This 1974 Kawasaki H2 Mach IV Is the Two-Stroke Samurai Your Heart Desires


Make onlookers green with envy as you enjoy a sweet evening ride atop this old-school showstopper.

Thanks to their premium features and affordable price tags, the popularity of Japanese motorcycles exploded back in the ‘70s. The bike you’re looking at here is one of many great machines produced during that period, namely a well-preserved 1974 model from Kawasaki’s H2 Mach IV lineup. If you’re into retro UJMs, the news we’re about to share will have you hyperventilating.

The H2 – whose outfit has been repainted using a dark green base, lime accents and white pinstripes – is making its way to the auction block at this very moment, with a current bid of $16,000. If you think you can best that, you ought to visit Bring A Trailer within the next 24 hours, as the auction will end on Wednesday, July 21.

While you busy yourself with admiring the classic gem seen in these photos, we’ll be taking a minute to inspect its technical specifications. In this manner, you’ll get a broader picture of what we’re dealing with here. First things first, the ‘74 MY H2 Mach IV carries a two-stroke 748cc inline-three engine, which packs a compression ratio of 7.1:1 and triple 32 mm (1.26 inches) Mikuni carbs.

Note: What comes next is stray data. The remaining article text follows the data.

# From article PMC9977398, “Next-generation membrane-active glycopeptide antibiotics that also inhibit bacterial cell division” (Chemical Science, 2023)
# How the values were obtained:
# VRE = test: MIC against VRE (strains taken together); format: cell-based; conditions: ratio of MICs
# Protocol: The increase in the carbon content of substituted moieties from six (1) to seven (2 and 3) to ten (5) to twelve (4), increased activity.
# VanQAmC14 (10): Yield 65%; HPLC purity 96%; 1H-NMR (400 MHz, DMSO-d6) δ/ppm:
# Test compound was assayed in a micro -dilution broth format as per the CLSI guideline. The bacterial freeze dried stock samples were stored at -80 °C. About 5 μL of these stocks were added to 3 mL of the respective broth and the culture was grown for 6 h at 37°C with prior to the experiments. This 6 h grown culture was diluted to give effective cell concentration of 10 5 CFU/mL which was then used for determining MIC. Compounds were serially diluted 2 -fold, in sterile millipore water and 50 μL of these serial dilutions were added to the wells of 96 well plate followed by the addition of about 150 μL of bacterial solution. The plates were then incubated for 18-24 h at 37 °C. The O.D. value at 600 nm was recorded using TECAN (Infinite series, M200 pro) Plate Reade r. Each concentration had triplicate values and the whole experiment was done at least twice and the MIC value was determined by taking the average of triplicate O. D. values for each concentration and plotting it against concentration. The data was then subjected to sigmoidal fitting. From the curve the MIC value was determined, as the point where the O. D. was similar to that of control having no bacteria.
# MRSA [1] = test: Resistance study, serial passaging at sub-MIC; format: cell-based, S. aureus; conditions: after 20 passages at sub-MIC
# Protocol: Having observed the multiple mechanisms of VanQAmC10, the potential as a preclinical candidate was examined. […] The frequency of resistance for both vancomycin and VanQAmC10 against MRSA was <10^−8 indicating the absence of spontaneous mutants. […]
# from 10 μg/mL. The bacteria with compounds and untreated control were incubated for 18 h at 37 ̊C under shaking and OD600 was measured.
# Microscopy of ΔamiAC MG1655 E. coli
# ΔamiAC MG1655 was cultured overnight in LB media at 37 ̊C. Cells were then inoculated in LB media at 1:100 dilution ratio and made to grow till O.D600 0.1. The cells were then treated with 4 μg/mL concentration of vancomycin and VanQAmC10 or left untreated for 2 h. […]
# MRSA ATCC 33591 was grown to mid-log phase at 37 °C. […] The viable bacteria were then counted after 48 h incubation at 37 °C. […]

At optimal rpm, the air-cooled gladiator is good for up to 74 untamed ponies and 57 pound-feet (77 Nm) of twist. This force is routed to a five-speed transmission that spins the rear wheel via a chain final drive, resulting in a top speed of 120 mph (193 kph). Furthermore, Kawasaki’s three-cylinder fiend is capable of covering the quarter-mile distance in 12.3 seconds at 105 mph (169 kph).

A tubular steel double cradle skeleton is tasked with holding the powertrain goodies in place, resting on telescopic hydraulic forks up front and dual preload-adjustable shocks at the rear. The front 19-inch hoop is brought to a halt by a single 295 mm (11.6 inches) brake disc, while the rear 18-inch counterpart sports a drum unit with a diameter of 203 mm (8 inches). All things considered, we do hope your piggybank is well-nourished!